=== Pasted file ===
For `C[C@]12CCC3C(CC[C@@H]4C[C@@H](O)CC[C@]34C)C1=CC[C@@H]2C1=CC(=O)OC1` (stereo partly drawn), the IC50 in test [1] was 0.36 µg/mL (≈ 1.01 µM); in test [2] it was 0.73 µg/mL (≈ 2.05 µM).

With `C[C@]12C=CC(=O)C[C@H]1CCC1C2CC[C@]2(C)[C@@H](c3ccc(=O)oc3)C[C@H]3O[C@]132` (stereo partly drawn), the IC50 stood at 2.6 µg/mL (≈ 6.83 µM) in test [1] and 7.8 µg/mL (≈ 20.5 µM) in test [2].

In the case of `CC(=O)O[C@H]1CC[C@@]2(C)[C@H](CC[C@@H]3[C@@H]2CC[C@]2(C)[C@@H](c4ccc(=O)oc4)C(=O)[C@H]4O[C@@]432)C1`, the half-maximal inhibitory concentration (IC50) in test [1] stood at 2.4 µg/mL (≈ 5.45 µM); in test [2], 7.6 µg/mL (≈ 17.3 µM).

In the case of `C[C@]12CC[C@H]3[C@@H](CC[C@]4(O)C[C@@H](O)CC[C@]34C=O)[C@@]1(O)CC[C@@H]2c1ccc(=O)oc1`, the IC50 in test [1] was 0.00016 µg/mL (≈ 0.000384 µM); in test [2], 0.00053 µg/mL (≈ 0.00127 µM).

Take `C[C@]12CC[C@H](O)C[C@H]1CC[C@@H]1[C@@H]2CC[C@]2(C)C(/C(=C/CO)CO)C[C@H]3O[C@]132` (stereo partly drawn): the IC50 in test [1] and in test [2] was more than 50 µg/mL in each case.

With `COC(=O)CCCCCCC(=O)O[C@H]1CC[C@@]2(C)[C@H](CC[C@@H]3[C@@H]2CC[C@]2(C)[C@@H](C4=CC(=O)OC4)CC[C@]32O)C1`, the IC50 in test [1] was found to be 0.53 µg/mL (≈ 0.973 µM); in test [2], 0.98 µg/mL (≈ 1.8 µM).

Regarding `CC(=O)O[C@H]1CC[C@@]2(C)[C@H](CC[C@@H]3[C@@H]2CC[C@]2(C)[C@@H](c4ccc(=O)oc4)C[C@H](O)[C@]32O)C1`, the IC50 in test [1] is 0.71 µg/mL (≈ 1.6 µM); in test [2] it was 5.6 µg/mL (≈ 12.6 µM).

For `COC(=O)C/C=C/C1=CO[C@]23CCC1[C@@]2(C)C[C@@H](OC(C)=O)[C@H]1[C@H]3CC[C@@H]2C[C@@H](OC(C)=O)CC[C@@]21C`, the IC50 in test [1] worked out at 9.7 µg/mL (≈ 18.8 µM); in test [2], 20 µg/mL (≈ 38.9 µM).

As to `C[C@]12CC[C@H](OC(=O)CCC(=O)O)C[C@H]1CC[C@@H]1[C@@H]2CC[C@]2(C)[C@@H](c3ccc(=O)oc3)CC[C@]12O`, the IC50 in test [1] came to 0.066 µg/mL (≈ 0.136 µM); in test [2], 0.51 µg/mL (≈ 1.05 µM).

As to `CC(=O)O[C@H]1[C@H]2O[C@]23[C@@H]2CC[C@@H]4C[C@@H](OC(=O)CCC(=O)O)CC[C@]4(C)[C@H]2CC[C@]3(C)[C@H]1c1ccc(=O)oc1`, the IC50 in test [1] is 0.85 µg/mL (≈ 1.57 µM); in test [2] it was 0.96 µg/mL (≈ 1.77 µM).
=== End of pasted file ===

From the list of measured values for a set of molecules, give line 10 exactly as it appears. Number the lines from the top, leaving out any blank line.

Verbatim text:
As to `CC(=O)O[C@H]1[C@H]2O[C@]23[C@@H]2CC[C@@H]4C[C@@H](OC(=O)CCC(=O)O)CC[C@]4(C)[C@H]2CC[C@]3(C)[C@H]1c1ccc(=O)oc1`, the IC50 in test [1] is 0.85 µg/mL (≈ 1.57 µM); in test [2] it was 0.96 µg/mL (≈ 1.77 µM).